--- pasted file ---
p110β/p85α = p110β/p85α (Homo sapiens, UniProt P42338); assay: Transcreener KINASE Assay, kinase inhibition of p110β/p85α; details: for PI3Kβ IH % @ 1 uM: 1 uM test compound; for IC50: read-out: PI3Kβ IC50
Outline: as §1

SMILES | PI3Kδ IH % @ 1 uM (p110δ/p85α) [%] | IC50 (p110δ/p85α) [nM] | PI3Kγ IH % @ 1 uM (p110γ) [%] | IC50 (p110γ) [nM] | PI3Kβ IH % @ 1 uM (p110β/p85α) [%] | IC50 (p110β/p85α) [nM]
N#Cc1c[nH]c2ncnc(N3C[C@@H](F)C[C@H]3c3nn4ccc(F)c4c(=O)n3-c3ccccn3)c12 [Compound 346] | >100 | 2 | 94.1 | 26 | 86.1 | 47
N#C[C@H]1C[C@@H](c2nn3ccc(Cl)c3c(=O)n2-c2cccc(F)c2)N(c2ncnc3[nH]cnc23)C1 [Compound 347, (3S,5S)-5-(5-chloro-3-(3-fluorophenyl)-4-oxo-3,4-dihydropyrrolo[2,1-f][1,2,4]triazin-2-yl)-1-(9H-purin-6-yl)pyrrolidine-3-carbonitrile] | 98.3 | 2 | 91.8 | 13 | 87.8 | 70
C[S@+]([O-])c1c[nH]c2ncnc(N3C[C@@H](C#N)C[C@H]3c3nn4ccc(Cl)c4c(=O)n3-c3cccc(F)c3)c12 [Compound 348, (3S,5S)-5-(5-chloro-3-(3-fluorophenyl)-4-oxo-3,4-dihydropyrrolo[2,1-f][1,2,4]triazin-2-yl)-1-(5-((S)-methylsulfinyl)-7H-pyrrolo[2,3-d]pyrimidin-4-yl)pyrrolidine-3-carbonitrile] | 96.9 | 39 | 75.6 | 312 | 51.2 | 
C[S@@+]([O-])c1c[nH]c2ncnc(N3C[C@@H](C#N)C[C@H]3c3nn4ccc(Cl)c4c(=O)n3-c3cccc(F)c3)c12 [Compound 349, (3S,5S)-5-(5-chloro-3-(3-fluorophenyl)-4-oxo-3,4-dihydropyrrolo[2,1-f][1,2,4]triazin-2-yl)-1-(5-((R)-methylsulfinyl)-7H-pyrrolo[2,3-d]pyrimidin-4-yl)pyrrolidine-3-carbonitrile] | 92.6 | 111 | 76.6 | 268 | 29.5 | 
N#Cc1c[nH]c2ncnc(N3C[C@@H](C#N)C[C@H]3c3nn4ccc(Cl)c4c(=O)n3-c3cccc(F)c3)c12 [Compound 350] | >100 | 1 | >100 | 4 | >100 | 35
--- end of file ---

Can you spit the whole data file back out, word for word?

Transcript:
p110β/p85α = p110β/p85α (Homo sapiens, UniProt P42338); assay: Transcreener KINASE Assay, kinase inhibition of p110β/p85α; details: for PI3Kβ IH % @ 1 uM: 1 uM test compound; for IC50: read-out: PI3Kβ IC50
Outline: as §1

SMILES | PI3Kδ IH % @ 1 uM (p110δ/p85α) [%] | IC50 (p110δ/p85α) [nM] | PI3Kγ IH % @ 1 uM (p110γ) [%] | IC50 (p110γ) [nM] | PI3Kβ IH % @ 1 uM (p110β/p85α) [%] | IC50 (p110β/p85α) [nM]
N#Cc1c[nH]c2ncnc(N3C[C@@H](F)C[C@H]3c3nn4ccc(F)c4c(=O)n3-c3ccccn3)c12 [Compound 346] | >100 | 2 | 94.1 | 26 | 86.1 | 47
N#C[C@H]1C[C@@H](c2nn3ccc(Cl)c3c(=O)n2-c2cccc(F)c2)N(c2ncnc3[nH]cnc23)C1 [Compound 347, (3S,5S)-5-(5-chloro-3-(3-fluorophenyl)-4-oxo-3,4-dihydropyrrolo[2,1-f][1,2,4]triazin-2-yl)-1-(9H-purin-6-yl)pyrrolidine-3-carbonitrile] | 98.3 | 2 | 91.8 | 13 | 87.8 | 70
C[S@+]([O-])c1c[nH]c2ncnc(N3C[C@@H](C#N)C[C@H]3c3nn4ccc(Cl)c4c(=O)n3-c3cccc(F)c3)c12 [Compound 348, (3S,5S)-5-(5-chloro-3-(3-fluorophenyl)-4-oxo-3,4-dihydropyrrolo[2,1-f][1,2,4]triazin-2-yl)-1-(5-((S)-methylsulfinyl)-7H-pyrrolo[2,3-d]pyrimidin-4-yl)pyrrolidine-3-carbonitrile] | 96.9 | 39 | 75.6 | 312 | 51.2 | 
C[S@@+]([O-])c1c[nH]c2ncnc(N3C[C@@H](C#N)C[C@H]3c3nn4ccc(Cl)c4c(=O)n3-c3cccc(F)c3)c12 [Compound 349, (3S,5S)-5-(5-chloro-3-(3-fluorophenyl)-4-oxo-3,4-dihydropyrrolo[2,1-f][1,2,4]triazin-2-yl)-1-(5-((R)-methylsulfinyl)-7H-pyrrolo[2,3-d]pyrimidin-4-yl)pyrrolidine-3-carbonitrile] | 92.6 | 111 | 76.6 | 268 | 29.5 | 
N#Cc1c[nH]c2ncnc(N3C[C@@H](C#N)C[C@H]3c3nn4ccc(Cl)c4c(=O)n3-c3cccc(F)c3)c12 [Compound 350] | >100 | 1 | >100 | 4 | >100 | 35